“Data storage providers are trending toward a scalable fleet that answers the demands of their unique population,” Bonar says. That might mean larger, remotely located centers to meet storage requirements combined with smaller facilities in metropolitan areas for activities that require agility and quick response times. 

Hybrid, modular or pre-fab solutions are additional opportunities to provide scalability on a budget. Bonar suggests an integrated design-build approach to construction. 

“It’s not common in the data center world yet, but the advantages it has shown in other industries is instantly translatable,” he says. “Scalability rests on the speed of delivery, which is a hallmark of the approach.”

Integrated delivery methods can shorten project schedules by as much as 35 percent, Bonar continues, allowing clients to meet previously impossible deadlines.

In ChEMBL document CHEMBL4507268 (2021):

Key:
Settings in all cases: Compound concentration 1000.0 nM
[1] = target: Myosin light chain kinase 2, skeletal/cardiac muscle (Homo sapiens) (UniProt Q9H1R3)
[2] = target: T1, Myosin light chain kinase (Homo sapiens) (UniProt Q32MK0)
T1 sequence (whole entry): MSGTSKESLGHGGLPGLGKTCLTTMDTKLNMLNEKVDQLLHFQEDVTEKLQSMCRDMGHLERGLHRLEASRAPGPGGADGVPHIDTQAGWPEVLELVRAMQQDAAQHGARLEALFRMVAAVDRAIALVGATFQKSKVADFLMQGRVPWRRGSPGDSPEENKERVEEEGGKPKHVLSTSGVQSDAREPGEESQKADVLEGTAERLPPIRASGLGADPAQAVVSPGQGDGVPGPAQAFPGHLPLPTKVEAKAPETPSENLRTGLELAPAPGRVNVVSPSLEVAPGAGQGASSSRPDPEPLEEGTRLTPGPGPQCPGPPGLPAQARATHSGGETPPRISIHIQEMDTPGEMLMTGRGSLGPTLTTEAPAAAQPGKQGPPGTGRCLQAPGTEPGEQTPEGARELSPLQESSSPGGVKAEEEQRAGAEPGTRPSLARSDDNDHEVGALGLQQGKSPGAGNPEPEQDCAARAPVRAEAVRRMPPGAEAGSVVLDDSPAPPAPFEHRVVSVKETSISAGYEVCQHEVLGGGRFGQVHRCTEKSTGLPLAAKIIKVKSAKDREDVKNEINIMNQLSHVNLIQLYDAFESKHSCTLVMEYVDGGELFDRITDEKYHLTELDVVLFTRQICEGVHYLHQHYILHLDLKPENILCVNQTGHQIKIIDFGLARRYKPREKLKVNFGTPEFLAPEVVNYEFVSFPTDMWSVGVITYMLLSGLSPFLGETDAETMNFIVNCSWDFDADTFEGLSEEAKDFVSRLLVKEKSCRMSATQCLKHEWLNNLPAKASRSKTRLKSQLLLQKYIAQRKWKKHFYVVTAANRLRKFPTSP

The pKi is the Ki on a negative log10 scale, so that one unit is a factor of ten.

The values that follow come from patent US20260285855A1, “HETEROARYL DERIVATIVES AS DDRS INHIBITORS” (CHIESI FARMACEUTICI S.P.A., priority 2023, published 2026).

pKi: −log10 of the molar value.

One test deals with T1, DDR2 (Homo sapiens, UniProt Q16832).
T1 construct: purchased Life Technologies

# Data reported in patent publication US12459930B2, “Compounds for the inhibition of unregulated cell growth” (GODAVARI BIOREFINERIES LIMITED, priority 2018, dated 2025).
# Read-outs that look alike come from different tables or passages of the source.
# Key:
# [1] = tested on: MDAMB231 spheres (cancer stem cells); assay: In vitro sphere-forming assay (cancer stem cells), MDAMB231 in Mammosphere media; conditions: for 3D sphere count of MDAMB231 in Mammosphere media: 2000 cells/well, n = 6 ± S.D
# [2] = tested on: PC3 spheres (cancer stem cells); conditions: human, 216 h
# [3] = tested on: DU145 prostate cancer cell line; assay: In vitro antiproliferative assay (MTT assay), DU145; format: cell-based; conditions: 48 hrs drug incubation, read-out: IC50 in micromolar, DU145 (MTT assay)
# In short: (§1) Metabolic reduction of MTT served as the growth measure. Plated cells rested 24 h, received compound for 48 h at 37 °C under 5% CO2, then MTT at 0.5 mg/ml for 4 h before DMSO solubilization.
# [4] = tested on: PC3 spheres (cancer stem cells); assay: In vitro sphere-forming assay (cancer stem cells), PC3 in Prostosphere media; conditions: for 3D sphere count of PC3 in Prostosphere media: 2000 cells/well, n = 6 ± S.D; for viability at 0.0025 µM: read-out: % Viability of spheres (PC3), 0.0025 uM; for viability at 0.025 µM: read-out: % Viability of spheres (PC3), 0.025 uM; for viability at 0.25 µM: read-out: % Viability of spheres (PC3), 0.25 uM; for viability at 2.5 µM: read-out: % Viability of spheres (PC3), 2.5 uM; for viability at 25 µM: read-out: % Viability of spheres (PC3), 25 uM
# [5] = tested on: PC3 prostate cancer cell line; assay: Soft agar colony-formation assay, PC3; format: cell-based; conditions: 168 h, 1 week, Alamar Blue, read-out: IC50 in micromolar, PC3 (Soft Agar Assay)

Protecting Against Threats, Digital and Physical

Data security and sovereignty are hot button issues. After all, this is an environment in which news articles offer tips on how to make sure a home’s Amazon Echo or Google Home doesn’t spy on its owner. And while cloud computing has freed companies to expand into new geographies, data sovereignty is driving a need to locate facilities in-country to keep a citizen’s data within borders.

The protection of information and assets feels very personal, whether it’s consumer or corporate in nature. Data centers — as a necessary part of the nation’s critical infrastructure — require protection. They face larger issues than theft and vandalism, from cybersecurity to physical attacks. 

Compliance standards can help, but regulatory requirements don’t always keep up with best practices in asset protection or with a changing threat environment.

“There is no boilerplate solution for every environment,” says Brandon Kehl, a senior project manager and physical security consultant at Burns & McDonnell. “Are locked doors and alarm PIN codes enough, or does the facility need armed guards and monitored surveillance? A well-planned security profile can provide the best answers for the budget.”